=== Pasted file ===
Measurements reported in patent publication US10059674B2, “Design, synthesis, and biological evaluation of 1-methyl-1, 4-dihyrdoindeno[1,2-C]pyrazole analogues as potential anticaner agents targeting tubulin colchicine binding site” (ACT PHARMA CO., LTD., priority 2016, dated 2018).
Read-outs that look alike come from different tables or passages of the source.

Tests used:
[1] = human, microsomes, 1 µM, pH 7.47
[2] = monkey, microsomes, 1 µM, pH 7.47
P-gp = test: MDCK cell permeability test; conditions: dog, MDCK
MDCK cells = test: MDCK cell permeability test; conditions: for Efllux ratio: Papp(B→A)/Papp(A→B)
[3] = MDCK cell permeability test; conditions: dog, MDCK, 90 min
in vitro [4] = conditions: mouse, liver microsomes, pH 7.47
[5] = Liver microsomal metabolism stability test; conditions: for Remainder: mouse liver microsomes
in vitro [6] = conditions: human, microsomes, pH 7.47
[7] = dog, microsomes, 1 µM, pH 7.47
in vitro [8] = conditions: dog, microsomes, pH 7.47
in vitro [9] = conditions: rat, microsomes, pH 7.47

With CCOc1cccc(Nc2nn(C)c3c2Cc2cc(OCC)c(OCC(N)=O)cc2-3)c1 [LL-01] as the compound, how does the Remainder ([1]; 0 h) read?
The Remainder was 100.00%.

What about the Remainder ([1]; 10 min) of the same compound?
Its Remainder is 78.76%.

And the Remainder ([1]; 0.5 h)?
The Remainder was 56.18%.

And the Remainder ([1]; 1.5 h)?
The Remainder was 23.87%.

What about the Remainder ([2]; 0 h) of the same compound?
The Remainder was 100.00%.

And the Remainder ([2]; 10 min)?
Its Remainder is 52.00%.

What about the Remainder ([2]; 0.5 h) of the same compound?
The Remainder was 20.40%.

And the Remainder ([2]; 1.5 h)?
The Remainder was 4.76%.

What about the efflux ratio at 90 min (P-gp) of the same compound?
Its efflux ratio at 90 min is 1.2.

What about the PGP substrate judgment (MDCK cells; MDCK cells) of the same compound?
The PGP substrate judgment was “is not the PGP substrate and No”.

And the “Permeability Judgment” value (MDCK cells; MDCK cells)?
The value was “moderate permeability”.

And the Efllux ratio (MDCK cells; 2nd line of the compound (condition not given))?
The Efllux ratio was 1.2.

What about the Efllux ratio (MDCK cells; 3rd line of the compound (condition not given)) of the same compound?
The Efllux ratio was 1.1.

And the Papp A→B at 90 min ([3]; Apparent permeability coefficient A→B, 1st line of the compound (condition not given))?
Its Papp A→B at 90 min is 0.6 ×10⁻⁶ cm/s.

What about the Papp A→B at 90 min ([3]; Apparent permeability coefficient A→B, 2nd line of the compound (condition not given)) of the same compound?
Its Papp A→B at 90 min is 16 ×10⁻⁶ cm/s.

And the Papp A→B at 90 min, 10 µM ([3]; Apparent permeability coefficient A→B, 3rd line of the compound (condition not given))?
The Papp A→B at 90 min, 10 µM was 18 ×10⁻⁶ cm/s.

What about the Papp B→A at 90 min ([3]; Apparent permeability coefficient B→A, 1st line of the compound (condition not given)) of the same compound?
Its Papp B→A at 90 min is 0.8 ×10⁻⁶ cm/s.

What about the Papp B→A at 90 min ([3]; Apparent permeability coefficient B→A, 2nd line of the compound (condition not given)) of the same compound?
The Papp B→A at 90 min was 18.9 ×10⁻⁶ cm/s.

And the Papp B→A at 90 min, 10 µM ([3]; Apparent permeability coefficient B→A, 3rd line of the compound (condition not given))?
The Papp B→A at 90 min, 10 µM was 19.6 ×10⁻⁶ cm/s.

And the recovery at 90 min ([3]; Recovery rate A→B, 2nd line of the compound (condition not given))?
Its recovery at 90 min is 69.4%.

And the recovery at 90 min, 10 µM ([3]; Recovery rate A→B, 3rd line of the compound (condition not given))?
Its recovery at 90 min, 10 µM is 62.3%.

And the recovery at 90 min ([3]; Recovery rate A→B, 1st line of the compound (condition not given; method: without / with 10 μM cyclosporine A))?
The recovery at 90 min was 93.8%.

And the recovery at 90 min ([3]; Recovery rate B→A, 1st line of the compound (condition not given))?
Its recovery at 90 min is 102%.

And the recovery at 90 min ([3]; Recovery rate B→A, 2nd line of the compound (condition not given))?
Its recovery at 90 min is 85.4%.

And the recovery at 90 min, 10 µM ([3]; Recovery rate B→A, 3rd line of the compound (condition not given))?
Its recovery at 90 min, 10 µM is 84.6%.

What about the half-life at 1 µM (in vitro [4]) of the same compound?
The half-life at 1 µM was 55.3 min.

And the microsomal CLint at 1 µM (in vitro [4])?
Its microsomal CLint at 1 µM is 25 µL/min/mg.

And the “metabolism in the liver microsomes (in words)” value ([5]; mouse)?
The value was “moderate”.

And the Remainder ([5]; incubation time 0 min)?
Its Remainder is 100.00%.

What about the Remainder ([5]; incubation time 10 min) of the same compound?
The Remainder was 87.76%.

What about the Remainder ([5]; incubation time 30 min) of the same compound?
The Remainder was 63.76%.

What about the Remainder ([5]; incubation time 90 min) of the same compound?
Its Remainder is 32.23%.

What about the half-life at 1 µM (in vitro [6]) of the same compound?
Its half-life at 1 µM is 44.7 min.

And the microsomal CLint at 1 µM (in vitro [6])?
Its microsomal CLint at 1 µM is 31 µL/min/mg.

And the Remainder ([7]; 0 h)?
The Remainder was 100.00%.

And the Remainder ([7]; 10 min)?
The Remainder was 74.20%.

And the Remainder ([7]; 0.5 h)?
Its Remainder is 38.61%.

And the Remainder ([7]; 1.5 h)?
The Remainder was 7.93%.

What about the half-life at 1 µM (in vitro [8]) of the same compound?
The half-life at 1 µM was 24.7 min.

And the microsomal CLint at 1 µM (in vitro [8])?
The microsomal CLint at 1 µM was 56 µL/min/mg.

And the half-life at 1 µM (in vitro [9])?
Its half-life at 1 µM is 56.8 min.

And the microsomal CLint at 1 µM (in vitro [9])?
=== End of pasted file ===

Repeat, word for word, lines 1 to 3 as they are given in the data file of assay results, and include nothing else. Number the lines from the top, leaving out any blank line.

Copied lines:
Measurements reported in patent publication US10059674B2, “Design, synthesis, and biological evaluation of 1-methyl-1, 4-dihyrdoindeno[1,2-C]pyrazole analogues as potential anticaner agents targeting tubulin colchicine binding site” (ACT PHARMA CO., LTD., priority 2016, dated 2018).
Read-outs that look alike come from different tables or passages of the source.

Tests used: